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Things to see and do in Portugal



Head to the Alfama district for a maze-like district of steep staircases, hidden churches and traditional taverns with an old tram that still rattles through the streets.


Braga's baroque churches

Portugal's spiritual heart, Braga is a lively little city with an exquisite assortment of baroque churches, a sprawling cathedral and Roman ruins. It hosts traditional religious festivals throughout the year, including Portugal's most colourful Holy Week.

Cabo de São Vicente

The cliff top heights of Cabo de São Vicente outside of Sagres are Europe's southwestern-most point. Lying near some spectacularly rugged and windswept beaches, the views are dramatic.

Côa Valley Archaeological Park

The Côa Valley Archaeological Park ( is home to a magnificent collection of rock carvings from the Upper Palaeolithic period (22,000-10,000BC). The UNESCO World Heritage site only narrowly escaped destruction during a proposed dam-building project.


This charming town is home to Portugal's oldest and most venerated university, full of Portuguese culture. It is set amid a splendid old town of historic churches and medieval alleyways, with the buzz of student life all around.

Douro Valley

Enjoy the splendid vineyards and picturesque river of this UNESCO World Heritage site with a taste-busting wine tour or delightful river cruise. It is one of the most underrated tourist trips you will find in Europe and one to treasure forever.

Estoril racetrack

Petrolheads may want to check out the world-famous Estoril racetrack (, which is located a short distance from Lisbon on Portugal's Atlantic coast. Visitors can go along to watch car or motorcycle races.


Évora is a virtual museum of a town that reached its golden age in the 15th century. The walled old centre contains a Roman temple, a looming cathedral and picturesque plazas for taking in the architectural splendour.

Fado music

The melancholic Fado music, Portugal's best-known traditional musical form, can be heard at atmospheric bars and clubs in Lisbon or Coimbra.

Traditional festivals with dancing, drinking and feasting, occur throughout the year. Top picks include Lisbon's festival of St Anthony (12 and 13 June) and Braga's festival of St John (23 and 24 June).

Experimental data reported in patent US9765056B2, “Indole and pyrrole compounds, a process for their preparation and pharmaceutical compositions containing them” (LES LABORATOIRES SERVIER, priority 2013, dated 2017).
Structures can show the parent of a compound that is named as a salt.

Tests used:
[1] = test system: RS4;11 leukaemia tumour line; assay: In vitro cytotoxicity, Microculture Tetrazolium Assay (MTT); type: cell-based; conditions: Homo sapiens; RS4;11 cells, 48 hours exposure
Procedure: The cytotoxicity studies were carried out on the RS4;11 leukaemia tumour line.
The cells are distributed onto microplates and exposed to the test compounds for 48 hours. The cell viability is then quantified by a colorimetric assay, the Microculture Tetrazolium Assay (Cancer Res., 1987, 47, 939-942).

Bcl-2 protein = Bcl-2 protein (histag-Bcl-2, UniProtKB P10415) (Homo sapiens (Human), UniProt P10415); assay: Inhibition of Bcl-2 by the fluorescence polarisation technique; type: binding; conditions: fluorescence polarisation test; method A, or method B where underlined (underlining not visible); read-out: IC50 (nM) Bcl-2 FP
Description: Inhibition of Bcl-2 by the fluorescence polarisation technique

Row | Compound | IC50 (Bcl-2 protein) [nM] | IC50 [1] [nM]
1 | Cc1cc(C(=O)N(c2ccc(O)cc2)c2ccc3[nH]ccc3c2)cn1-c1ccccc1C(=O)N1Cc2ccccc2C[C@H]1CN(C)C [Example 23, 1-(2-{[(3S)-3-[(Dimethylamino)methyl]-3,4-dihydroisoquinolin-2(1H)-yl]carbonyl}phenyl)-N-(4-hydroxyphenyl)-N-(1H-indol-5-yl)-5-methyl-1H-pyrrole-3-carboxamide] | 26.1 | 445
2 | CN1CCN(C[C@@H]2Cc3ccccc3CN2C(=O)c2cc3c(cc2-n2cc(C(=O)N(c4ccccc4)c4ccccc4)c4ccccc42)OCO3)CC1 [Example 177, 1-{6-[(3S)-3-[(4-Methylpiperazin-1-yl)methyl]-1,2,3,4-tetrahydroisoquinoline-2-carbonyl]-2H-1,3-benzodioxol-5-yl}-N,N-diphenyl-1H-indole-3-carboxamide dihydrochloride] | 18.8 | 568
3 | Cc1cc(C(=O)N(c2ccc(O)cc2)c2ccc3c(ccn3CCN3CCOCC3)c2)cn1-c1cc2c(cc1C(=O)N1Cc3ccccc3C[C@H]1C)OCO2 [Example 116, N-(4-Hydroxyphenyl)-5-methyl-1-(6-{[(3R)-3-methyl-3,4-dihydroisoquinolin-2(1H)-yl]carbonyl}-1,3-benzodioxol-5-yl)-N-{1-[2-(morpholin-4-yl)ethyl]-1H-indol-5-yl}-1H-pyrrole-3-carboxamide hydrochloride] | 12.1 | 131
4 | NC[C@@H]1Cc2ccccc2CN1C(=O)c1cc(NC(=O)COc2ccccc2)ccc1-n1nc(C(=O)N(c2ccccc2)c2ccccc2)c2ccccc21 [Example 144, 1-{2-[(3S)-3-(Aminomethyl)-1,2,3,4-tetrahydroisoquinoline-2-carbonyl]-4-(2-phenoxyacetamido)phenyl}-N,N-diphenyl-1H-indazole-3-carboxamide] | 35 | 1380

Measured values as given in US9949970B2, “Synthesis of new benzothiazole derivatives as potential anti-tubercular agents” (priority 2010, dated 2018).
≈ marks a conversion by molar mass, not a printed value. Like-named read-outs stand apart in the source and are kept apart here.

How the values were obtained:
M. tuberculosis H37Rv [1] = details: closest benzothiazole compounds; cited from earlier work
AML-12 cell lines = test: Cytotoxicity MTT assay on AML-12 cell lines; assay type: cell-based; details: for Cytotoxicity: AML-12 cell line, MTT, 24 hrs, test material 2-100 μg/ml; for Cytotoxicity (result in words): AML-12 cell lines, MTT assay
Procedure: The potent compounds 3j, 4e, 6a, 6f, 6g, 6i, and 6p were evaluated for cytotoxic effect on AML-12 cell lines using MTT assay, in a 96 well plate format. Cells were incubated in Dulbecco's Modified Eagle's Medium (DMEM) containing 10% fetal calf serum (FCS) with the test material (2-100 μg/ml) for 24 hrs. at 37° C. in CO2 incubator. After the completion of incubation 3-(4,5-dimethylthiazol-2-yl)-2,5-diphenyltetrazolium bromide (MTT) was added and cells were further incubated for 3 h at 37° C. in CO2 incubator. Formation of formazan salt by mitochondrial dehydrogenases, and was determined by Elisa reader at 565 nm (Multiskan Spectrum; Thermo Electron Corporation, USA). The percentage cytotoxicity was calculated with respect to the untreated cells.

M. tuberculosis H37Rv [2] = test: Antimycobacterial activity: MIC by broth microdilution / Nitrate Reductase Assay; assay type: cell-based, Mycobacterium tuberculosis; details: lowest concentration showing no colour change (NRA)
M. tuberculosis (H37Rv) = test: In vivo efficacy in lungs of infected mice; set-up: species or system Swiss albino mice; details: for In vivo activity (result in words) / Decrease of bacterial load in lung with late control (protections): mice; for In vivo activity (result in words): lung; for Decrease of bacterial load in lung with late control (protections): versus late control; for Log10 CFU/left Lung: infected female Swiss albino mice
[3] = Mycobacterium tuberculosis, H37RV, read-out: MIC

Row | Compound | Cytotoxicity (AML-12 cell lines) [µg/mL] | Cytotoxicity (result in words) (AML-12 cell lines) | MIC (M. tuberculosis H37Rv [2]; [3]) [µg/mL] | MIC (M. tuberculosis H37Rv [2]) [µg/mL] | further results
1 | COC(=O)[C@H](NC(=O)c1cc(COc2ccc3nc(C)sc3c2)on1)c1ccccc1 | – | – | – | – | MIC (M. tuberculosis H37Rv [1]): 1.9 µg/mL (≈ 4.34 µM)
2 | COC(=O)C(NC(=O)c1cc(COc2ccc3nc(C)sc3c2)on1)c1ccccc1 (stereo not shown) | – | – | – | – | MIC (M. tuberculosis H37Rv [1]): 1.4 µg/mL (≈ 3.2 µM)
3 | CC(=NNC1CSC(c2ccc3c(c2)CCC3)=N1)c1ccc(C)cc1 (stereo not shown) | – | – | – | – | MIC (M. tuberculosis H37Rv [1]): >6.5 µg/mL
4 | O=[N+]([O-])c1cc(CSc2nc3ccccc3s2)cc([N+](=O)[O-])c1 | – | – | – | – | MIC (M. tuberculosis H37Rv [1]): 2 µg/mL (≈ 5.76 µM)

Go golfing

Portugal has a great selection of popular championship golf courses in the Algarve and around Estoril, but Quinta da Lago is arguably the pick of the bunch.


The medieval capital of Guimarães ( was the birthplace of the Portuguese nation. Looming above its narrow, cobbled lanes lie castle ruins and the former palace of the Dukes of Bragança.

Horse riding

Portugal has scores of riding centres. Hit the beach with a Lusitano thoroughbred to canter along the sand in the Atlantic surf, or if you're an experienced rider, try taking dressage lessons in Estremadura.

Knights Templar castle

The Knights Templar castle in Tomar contains intriguing medieval relics. The Convent of the Order of Christ at the heart of the castle complex is one of Portugal's premier artistic and historical structures.

Mosteiro de Santa Maria

The Mosteiro de Santa Maria (Monastery of Batalha) is a gothic Manueline masterpiece built to commemorate the 1385 victory over Spain in the Battle of Aljubarrota. Its elaborately carved exterior is one of the icons of Portugal.

Parque das Nações

This museum ( in Lisbon houses a weird and wondrous collection of public art.


Portugal's only national park, Peneda-Gerês (, is 70,000 hectares (170,000 acres) of dramatic mountain scenery, old stone villages and unrivalled adventure for outdoor enthusiasts.


This UNESCO World Heritage site in Porto has history lurking round every corner, from its neo classical Stock Exchange Palace to its romanesque-gothic Cathedral, with spectacular views along the vibrant waterfront of Cais da Ribeira (


A UNESCO World Heritage site, Sintra is an idyllic town surrounded by wooded hillsides. Don't miss the former summer residence of the Portuguese royal family and the beautiful Monserrate gardens.


Tavira is one of the Algarve's oldest and most unspoiled towns. Constructed on the banks of the River Gilhão, the picturesque settlement a smattering of gothic and Renaissance churches, a seven-arched Roman bridge, old fortifications and a pristine island beach.

Torre de Belém

The striking Torre de Belém is near the fabled spot where Vasco da Gama set sail during the Age of Discoveries. Other Belém attractions include the glorious Jerónimos Monastery (

Vila Nova de Gaia

The picturesque port houses of Vila Nova de Gaia across the river from Porto offer a taste of the country's best port wines.


Have a go at scuba-diving, surfing, windsurfing or kitesurfing at one of the watersports centres dotted along the coast. Contact the Portuguese Federation for Underwater Activities ( for diving information.